Recently released figures show that China's GDP in the first quarter grew by 6.7%, better than market expectations. In particular, many figures from March are very encouraging. For example, domestic fixed-asset investment grew by 11.1%, higher than 10.2% from January to February; infrastructure investment increased by 19.6%; investment in real estate development grew by 6.2%; production of large-scale industries grew by 6.8%, the highest level since last June. In large-scale industries, the cement output rose sharply by 24%. Auto and steel industries also increased 8.9% and 3.3% respectively.
The market cheered at these figures, believing than China's economy had begun to bottom out and rebound. Just think, the GDP of the US and European countries grew less than 2% while China's GDP was approaching 7%, three times greater. So it is absurd to predict that China's economy will have a hard landing. However, the cheering about China's economy is mixed with worry now.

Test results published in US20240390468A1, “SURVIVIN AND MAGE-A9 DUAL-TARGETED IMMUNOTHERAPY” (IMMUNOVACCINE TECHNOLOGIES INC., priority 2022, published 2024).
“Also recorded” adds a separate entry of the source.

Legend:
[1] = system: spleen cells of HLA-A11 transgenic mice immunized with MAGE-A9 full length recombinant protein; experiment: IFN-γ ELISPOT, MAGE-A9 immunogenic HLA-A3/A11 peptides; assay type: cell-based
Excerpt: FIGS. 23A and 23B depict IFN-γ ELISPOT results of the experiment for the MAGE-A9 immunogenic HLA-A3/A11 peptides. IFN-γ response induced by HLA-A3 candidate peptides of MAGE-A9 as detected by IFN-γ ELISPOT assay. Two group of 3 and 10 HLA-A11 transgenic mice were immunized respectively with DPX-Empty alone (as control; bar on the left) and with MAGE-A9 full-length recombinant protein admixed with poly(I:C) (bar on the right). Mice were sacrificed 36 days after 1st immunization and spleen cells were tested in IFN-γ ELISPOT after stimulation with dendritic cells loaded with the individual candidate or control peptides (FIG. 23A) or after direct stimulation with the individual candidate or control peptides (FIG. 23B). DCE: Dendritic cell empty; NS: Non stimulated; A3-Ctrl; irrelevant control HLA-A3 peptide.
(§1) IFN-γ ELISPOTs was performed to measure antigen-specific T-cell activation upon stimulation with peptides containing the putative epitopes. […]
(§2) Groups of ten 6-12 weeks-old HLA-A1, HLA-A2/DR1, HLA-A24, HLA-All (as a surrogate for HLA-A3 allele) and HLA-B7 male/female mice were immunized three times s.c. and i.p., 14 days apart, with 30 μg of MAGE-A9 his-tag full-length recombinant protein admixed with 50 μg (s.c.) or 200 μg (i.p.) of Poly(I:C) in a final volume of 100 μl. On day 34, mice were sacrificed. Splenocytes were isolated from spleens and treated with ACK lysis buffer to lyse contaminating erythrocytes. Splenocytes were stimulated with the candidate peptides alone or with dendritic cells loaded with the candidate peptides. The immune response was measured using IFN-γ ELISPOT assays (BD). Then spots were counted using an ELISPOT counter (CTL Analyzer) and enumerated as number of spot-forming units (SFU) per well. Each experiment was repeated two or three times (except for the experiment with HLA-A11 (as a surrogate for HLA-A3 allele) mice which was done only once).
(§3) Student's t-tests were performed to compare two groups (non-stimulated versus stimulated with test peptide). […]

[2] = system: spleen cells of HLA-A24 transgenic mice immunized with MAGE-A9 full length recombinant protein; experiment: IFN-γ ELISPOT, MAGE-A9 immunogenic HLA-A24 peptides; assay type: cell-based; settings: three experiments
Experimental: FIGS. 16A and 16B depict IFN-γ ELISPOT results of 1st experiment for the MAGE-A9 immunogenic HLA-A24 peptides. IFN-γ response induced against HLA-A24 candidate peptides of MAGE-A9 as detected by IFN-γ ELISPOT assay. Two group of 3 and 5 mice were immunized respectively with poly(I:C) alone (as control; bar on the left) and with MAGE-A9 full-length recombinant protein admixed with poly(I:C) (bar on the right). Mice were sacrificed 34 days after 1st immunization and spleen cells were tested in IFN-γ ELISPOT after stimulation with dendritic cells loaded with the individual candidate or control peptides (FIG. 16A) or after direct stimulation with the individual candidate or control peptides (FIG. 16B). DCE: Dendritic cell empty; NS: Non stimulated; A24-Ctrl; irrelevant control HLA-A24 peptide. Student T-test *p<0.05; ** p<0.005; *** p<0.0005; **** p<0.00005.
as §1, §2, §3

Although GDP growth in the first quarter hit the target set by the government, it again took the old road: Intensive infrastructure construction and excessive credit expansion were used to push up prices in the real estate market and the home prices like in the past years. That is to say, the GDP growth in the first quarter mainly came from increased government infrastructure construction and home sales boosted by surging home prices. China's GDP growth fueled by these sectors could continue for one year or so but not constantly and may even create a bigger problem.…Looks like China is building a housing bubble based on land rent.
Correctly assessing China's current economic growth
Yi Xianrong, professor at School of Economics, Qingdao University